Eating In Mexico’s Culinary Capital

Your guide to food in Oaxaca. | By Lee Ann Wong  
Mexican markets are full of comedores, or food stalls selling grilled meat and other Oaxaqueño delights. Photo: 81 John & Lisa Merrill/Getty Images
Mexican markets are full of comedores, or food stalls selling grilled meat and other Oaxaqueño delights. Photo: 81 John & Lisa Merrill/Getty Images

Known as “the land of seven molés” for its diverse, complex cuisine, Oaxaca has become Mexico’s foremost foodie destination. This region in southwestern Mexico also brims with history, art, and culture. Head to these four top dining spots to capture the spirit and unique charm of Oaxaca.

Mercado 20 De Noviembre

You can find any number of meals in this busy market that takes up an entire city block. It houses numerous comedores (food stalls) offering Oaxaqueño eats for a few pesos. Arrive early for the freshest food of the day. Purchase meat and sausages by the kilo at the meat stalls, select your choice of veggies and chilies, and then have it all grilled for you while you squeeze into a small booth nearby and sip a cold beer.

La Teca

The kitchen for this tiny restaurant located in the quiet Reforma neighbourhood is actually in the home of chef/owner Deyanira Aquino. The restaurant space is small and cheerful, but if the weather is good you can sit in the garden out back—the perfect atmosphere to feast on Señora Aquino’s garnachas (small fried masa cakes traditionally topped with a combination of meat, beans, cheese, salsa,and cabbage), sweet corn tamales, and saucy birria stew served with warm, handmade tortillas.

Casa Oaxaca Restaurante

Chef Alejandro Ruiz creates some of the best modern cuisine in town. The restaurant is an open-air, bi-level space shared with an art gallery next door. Popular dishes include the sampler plate (botana oaxaqueña), jicama and grasshopper tacos, the traditional sopa de guías (squash blossom and corn soup), snapper with tomato marmalade, and tamales with the fragrant hoja santa leaf. During the warmer months, dine on the rooftop with its view of the historic Santo Domingo Church across the street and the busy plaza below.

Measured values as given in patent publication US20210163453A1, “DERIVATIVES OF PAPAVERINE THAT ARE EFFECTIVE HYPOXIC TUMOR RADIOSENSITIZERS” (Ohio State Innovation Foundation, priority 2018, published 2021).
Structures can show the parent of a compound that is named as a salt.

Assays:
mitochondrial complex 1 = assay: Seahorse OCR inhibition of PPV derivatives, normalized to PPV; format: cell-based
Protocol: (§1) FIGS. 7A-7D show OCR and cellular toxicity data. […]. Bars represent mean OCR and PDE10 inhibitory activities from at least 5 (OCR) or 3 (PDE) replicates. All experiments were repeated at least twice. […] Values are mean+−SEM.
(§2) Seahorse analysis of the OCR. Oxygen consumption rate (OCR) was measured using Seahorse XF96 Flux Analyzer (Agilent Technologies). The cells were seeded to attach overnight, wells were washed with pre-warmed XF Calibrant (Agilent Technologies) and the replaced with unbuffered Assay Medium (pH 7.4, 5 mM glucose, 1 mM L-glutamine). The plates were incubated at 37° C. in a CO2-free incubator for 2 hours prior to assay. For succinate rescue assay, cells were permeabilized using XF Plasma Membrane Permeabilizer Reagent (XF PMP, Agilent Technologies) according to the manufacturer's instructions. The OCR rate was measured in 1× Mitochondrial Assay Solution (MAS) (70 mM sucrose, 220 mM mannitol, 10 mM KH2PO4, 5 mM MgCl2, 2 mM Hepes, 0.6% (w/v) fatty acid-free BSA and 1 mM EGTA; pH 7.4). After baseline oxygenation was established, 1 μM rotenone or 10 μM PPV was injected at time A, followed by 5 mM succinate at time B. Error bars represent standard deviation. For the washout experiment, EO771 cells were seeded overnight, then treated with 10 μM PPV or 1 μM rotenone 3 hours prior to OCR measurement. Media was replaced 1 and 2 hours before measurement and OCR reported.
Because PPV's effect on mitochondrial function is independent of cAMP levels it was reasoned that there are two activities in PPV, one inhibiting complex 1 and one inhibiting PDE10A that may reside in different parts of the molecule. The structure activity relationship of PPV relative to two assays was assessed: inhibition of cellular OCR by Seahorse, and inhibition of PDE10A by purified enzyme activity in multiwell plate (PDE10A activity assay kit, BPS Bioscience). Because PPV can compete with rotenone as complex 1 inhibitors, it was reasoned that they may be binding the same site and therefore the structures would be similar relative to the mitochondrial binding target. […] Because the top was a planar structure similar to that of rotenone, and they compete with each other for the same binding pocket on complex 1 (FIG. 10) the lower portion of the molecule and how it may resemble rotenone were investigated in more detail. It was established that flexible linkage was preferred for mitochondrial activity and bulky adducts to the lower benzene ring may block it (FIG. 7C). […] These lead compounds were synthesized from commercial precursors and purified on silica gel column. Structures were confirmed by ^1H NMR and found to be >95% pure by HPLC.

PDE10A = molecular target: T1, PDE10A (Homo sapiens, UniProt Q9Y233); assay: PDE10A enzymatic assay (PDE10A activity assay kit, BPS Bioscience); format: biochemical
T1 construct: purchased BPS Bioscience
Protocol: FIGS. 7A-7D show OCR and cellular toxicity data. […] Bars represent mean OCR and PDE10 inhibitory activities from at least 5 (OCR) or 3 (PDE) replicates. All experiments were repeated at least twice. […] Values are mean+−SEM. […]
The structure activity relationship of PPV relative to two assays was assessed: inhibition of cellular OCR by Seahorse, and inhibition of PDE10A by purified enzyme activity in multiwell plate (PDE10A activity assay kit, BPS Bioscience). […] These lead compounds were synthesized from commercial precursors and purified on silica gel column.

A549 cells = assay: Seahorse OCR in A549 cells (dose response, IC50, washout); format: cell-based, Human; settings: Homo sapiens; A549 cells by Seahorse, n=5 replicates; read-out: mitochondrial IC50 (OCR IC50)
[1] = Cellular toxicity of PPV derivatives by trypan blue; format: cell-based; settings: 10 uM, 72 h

About 30 minutes from central Oaxaca, the small town of Teotitlán del Valle is well-known for its traditional Mexican weavings. In a Spanish colonial–style building along the main road toward the center of town, the Mendoza sisters cook classic Zapotec cuisine. The ornately tiled open kitchen is a sight to behold with the sisters dressed in multi-hued Zapotec clothing. Order the sopa de flor de alabaza (squash blossom soup), the mole negro, and the daily cazuela (a one-pot stew or soup).

Appeared in the January 2014 issue as “Oaxaca Hotspots”.

Mezcal Festival

Every year the Feria del Mezcal (Mescal Festival) offers visitors an opportunity to taste this heady local liquor. Distillers from around the country showcase the varieties of mezcal in Oaxaca city’s El Llano Park. There are also informative lectures and, in 2013, a mockup functioning distillery was set up. The festival is part of the larger Guelaguetza festival an annual event of indigenous folk music and dance.

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